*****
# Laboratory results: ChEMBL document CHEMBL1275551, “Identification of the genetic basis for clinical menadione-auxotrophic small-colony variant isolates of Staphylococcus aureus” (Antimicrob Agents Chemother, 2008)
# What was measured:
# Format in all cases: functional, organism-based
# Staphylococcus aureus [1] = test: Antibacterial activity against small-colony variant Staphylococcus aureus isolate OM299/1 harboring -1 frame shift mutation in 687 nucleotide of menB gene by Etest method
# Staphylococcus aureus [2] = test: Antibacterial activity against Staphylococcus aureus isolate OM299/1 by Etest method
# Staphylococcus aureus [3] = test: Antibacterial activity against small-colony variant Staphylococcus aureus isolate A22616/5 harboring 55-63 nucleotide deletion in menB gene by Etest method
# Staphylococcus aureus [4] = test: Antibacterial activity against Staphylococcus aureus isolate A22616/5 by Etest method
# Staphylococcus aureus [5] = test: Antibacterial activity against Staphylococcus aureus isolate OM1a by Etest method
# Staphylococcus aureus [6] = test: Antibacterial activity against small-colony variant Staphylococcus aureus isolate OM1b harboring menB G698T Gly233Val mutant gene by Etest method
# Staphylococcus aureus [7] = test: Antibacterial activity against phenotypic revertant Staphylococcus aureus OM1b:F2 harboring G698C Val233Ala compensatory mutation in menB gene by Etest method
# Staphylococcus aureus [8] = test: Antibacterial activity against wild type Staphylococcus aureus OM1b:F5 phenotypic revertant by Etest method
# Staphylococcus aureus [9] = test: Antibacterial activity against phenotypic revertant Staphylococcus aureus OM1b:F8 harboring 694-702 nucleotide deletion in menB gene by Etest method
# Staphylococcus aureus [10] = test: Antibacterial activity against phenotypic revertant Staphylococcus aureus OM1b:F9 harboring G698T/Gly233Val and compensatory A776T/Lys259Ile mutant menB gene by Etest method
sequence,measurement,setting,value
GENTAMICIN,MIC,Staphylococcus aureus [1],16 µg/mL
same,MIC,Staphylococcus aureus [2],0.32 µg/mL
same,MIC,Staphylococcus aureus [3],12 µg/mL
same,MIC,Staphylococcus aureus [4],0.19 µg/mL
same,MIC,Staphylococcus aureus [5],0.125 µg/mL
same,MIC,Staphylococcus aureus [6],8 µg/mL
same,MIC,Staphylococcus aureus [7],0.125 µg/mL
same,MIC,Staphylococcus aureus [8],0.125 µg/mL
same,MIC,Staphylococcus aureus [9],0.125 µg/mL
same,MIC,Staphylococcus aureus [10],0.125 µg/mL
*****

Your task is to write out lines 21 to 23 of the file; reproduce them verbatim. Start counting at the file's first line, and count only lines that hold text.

same,MIC,Staphylococcus aureus [7],0.125 µg/mL
same,MIC,Staphylococcus aureus [8],0.125 µg/mL
same,MIC,Staphylococcus aureus [9],0.125 µg/mL